By Emma Okonji and Nosa Alekhuogie
The Executive Director, International Press Centre, Mr. Lanre Arogundade, has called on the media to always hold politicians accountable to the people and to constantly remind them of their electoral promises.
Arogundade, who spoke on the recently concluded gubernatorial election in Edo State, said journalists should begin to remind all politicians who campaigned and contested in the election, especially the winner of the election as announced by the Independent Electoral Commission (INEC), about the promises made to the people now that the election is over.
He gave the charge yesterday while speaking on the Morning Show of ARISE NEWS Channel, the broadcast arm of THISDAY Newspapers.
According to him, “What do we do after the elections? One of the things we have observed is that we go to sleep after elections. By now, I expect the media houses that covered the Edo State gubernatorial election to have all the campaign promises made by Governor Godwin Obaseki, who won the election, and task him on the fulfillment of these promises. That is what is called democratic accountability.
“So it is lack of democratic accountability that is likely responsible for what we are witnessing today and that is what is making the electorate indifferent about the two major political parties in the country.”
He said: “I thought that the media should have done more in looking at the situation on ground. They gave the impression that there will be violence. Truly, political leaders were talking about violence, but when I visited Edo State two weeks ago, the atmosphere was relatively calm. I felt like we should have done more; go round the local government areas, talk to the people and do an opinion poll, so as to let the people know they have a stake in the kind of choice that they have made.”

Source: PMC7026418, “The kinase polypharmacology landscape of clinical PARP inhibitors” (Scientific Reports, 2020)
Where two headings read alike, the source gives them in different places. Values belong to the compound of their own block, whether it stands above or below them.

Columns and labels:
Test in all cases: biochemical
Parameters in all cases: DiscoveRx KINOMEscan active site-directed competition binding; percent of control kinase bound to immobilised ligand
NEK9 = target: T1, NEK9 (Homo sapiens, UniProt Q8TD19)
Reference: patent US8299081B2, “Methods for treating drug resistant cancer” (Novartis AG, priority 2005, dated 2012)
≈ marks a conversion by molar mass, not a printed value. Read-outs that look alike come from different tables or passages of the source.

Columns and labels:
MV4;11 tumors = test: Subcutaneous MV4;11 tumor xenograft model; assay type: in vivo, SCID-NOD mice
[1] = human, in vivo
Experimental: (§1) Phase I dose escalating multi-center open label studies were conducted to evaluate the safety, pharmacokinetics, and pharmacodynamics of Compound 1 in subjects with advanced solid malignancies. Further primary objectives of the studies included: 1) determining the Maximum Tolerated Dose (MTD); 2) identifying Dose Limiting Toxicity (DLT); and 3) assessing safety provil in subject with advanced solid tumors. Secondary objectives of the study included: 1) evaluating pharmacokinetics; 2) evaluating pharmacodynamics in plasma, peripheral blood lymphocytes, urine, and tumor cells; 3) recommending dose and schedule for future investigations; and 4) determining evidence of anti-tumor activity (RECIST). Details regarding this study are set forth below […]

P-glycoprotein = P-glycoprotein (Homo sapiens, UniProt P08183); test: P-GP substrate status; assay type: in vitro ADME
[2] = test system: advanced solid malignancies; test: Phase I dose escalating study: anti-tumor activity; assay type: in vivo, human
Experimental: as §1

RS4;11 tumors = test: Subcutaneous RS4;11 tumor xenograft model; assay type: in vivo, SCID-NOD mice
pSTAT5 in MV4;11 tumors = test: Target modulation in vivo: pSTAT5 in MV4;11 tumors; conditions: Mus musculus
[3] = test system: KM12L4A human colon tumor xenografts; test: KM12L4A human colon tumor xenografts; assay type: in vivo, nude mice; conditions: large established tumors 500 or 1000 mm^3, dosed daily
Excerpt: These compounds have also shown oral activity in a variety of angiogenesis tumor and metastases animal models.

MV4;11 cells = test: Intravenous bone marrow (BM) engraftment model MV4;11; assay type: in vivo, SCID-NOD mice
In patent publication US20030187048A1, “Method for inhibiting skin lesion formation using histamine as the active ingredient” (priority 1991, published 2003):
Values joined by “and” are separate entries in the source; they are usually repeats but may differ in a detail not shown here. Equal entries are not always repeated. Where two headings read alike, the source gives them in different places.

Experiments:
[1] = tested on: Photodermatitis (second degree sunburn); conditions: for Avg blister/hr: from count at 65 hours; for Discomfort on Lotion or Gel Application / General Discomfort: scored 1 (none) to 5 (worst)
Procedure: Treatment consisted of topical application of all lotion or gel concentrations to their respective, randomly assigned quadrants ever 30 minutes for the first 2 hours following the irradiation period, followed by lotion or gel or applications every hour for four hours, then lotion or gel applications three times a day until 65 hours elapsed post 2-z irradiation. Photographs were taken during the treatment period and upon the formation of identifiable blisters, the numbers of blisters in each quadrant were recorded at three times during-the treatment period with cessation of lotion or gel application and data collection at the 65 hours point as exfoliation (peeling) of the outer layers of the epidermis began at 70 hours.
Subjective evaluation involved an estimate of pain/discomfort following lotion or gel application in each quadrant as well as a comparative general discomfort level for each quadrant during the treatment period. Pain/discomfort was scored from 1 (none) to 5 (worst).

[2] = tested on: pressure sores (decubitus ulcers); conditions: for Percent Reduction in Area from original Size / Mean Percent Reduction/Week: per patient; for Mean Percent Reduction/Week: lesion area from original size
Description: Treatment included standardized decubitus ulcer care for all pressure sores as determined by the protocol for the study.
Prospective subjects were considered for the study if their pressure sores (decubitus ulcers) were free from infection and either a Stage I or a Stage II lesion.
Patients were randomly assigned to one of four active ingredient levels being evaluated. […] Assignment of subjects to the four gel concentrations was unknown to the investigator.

Arogundade noted that: “We have a responsibility to also report other candidates and their programmes even where it is clear that probably the election will be between PDP and APC. We can use their own programmes to even challenge the so-called big political parties to the extent that it would have enabled us to put as many issues as possible on the table. I do not think we put enough issues on the table as far as these elections are concerned. We need to see more of sampling of public opinion by going round, talking to people, asking them what they expect of the incoming government in that state. We could do more of these which are quite scientific and doable. I believe we would be able to set what we call the public interest agenda in elections, which we didn’t actually set in Edo State election if we are being honest.”